The Public Debt Clause

One thing that would be helpful in the debate over what the Treasury could do if the debt ceiling is not raised is to ask if the Executive Branch has ever issued debt without Congress’ approval.  For example, did Lincoln borrow money in 1861 when he engaged in widespread unilateralism?  How about the Louisiana Purchase?  Or the 1895 gold bond deal between President Cleveland and J.P. Morgan, which is discussed in my book on William Jennings Bryan?  (You’d think I would know the answer on that one, but I don’t.)

The benefits of crowd sourcing start . . . now.

UPDATE:  On the Morgan deal, I now recall that the Treasury dug up some emergency statute from the Civil War that authorized the issuance of the bonds, since the Congress of 1895 would not approve.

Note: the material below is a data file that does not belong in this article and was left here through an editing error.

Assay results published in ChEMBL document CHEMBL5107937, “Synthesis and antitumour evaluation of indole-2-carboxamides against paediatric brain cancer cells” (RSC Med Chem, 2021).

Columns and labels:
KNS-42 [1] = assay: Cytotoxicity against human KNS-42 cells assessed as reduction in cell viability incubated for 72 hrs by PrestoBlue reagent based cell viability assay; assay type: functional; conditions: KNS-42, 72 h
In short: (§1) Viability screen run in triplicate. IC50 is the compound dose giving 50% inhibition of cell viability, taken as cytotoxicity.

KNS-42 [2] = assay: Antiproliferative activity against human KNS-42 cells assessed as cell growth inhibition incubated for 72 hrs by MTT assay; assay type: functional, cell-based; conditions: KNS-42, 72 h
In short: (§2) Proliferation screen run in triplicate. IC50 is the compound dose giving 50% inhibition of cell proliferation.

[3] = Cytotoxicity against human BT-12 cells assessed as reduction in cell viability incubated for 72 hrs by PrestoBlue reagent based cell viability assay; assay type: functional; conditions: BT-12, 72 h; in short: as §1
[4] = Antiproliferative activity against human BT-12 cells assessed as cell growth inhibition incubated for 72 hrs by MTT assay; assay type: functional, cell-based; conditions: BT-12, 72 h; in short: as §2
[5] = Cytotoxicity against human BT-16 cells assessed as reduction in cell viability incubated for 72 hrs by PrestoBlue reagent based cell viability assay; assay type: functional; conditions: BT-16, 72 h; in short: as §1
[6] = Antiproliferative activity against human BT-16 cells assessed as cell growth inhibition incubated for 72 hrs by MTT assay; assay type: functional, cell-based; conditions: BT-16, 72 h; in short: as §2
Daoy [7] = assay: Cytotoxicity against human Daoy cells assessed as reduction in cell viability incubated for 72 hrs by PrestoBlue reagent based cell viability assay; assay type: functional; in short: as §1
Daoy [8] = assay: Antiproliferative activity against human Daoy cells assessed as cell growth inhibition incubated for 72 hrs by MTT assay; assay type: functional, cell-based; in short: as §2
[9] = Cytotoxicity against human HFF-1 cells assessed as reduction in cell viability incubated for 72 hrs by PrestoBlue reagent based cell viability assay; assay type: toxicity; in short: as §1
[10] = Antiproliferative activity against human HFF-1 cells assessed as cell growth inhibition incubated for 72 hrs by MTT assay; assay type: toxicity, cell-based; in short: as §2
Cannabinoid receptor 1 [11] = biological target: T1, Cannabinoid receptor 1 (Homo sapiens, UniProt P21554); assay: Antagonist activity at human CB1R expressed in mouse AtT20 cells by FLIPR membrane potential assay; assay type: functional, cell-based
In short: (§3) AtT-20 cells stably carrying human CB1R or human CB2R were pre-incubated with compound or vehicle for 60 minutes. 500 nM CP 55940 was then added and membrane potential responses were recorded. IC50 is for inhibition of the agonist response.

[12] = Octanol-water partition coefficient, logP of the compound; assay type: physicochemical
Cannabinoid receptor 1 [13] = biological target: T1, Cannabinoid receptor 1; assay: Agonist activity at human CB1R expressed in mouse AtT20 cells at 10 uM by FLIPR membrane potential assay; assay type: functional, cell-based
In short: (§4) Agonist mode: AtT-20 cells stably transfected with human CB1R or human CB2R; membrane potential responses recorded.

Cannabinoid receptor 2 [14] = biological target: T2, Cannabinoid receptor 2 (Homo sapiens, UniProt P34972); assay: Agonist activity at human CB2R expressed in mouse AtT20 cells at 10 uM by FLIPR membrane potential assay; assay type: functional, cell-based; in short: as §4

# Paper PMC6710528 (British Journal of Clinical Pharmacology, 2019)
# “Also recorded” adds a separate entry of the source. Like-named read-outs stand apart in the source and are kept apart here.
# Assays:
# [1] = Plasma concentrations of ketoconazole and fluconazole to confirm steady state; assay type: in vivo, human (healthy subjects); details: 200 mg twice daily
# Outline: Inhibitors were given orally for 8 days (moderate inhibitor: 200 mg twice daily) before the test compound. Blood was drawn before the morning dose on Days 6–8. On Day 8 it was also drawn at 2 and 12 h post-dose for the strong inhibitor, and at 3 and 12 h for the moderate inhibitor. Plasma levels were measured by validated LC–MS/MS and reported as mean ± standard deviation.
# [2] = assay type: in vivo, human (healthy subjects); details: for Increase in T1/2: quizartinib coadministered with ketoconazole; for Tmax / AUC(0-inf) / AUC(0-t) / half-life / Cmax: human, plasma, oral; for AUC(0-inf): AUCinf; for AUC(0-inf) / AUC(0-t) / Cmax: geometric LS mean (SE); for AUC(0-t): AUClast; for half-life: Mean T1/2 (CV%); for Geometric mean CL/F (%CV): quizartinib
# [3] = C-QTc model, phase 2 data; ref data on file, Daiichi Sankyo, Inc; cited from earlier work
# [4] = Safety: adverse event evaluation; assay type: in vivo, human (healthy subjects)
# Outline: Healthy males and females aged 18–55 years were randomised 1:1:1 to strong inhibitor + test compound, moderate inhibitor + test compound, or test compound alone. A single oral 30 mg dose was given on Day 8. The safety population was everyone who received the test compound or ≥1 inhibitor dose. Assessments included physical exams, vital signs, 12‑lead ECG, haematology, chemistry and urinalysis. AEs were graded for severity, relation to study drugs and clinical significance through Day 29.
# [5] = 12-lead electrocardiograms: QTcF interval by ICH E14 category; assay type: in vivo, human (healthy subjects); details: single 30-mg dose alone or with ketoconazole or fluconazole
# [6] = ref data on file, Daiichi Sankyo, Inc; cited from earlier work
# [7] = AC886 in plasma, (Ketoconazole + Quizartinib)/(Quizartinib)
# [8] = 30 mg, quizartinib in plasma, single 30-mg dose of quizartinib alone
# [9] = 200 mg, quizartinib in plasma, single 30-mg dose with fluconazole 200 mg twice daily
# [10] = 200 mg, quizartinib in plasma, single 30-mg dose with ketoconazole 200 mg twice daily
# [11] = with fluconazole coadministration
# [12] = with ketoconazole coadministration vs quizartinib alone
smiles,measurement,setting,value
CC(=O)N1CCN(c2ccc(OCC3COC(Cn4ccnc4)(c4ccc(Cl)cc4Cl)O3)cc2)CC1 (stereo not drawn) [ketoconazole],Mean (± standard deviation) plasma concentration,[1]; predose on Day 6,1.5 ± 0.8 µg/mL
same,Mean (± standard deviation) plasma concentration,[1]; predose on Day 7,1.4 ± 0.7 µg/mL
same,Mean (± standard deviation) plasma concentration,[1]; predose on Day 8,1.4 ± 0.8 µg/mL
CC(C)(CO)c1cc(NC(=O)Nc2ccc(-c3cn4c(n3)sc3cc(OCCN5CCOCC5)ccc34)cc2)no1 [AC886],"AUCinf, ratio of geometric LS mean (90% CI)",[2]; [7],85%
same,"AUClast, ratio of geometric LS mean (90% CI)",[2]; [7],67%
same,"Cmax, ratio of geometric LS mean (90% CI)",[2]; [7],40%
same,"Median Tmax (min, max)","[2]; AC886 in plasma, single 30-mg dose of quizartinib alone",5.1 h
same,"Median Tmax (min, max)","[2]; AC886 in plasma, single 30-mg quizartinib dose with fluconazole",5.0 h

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2 Responses

  1. Logan says:

    The Louisiana Purchase involved a treaty which was ratified by the Senate. However, a vote did occur in the house to forbid the purchase but failed by like one or two votes I think. I know we used some gold as a down payment and financed the rest with bonds but at the time I think the concern was with the constitutionality of the purchase itself and not how to actually pay for it.

  2. Brett Bellmore says:

    “For example, did Lincoln borrow money in 1861 when he engaged in widespread unilateralism? “

    I personally would not rely upon the actions of a President who suspended the great writ on his own say-so, and ordered a Supreme court justice jailed for issuing a ruling he didn’t like, as any guide at all to what is constitutional. We should restrict ourselves to Presidents who actually demonstrated some concern about obeying the Constitution.